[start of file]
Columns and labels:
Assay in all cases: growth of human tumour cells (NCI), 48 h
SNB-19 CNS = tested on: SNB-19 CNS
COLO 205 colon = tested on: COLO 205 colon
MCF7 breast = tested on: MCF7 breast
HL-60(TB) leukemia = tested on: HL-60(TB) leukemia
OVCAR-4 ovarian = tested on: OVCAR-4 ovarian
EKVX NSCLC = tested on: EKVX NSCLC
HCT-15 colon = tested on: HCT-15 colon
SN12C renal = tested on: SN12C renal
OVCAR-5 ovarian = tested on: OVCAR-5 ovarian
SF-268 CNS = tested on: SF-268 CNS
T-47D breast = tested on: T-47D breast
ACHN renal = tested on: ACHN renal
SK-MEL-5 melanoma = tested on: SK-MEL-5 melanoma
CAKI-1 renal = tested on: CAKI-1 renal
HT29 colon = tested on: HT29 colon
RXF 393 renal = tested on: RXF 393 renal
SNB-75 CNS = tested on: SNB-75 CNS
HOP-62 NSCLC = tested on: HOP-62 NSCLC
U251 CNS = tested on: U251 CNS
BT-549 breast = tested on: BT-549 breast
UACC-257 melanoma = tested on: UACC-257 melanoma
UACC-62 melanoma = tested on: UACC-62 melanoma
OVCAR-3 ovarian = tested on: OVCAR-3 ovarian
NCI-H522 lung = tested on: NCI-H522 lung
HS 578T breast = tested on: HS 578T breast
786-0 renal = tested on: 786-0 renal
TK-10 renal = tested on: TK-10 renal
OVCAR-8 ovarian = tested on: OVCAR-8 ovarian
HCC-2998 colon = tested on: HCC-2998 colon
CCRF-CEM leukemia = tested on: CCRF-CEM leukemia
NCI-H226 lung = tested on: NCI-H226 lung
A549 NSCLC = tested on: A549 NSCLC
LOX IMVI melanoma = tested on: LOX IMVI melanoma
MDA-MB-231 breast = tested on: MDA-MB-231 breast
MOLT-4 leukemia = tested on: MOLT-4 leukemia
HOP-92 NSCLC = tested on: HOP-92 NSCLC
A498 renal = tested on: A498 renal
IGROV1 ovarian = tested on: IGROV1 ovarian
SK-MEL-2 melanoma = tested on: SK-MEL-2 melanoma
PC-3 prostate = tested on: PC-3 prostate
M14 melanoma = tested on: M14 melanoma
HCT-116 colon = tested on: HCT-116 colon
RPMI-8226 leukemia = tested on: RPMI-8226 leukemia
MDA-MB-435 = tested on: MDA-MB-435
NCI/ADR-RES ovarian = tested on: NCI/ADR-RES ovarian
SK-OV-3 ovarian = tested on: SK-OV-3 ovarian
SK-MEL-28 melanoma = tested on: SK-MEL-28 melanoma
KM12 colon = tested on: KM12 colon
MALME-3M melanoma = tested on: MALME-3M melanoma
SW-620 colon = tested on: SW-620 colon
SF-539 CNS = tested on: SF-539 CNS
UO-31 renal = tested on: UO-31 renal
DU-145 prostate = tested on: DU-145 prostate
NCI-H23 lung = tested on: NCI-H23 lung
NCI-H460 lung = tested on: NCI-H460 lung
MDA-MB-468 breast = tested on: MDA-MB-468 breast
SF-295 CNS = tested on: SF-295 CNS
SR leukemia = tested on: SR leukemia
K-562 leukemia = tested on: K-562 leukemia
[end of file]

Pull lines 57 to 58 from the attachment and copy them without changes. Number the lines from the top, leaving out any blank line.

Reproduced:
NCI-H460 lung = tested on: NCI-H460 lung
MDA-MB-468 breast = tested on: MDA-MB-468 breast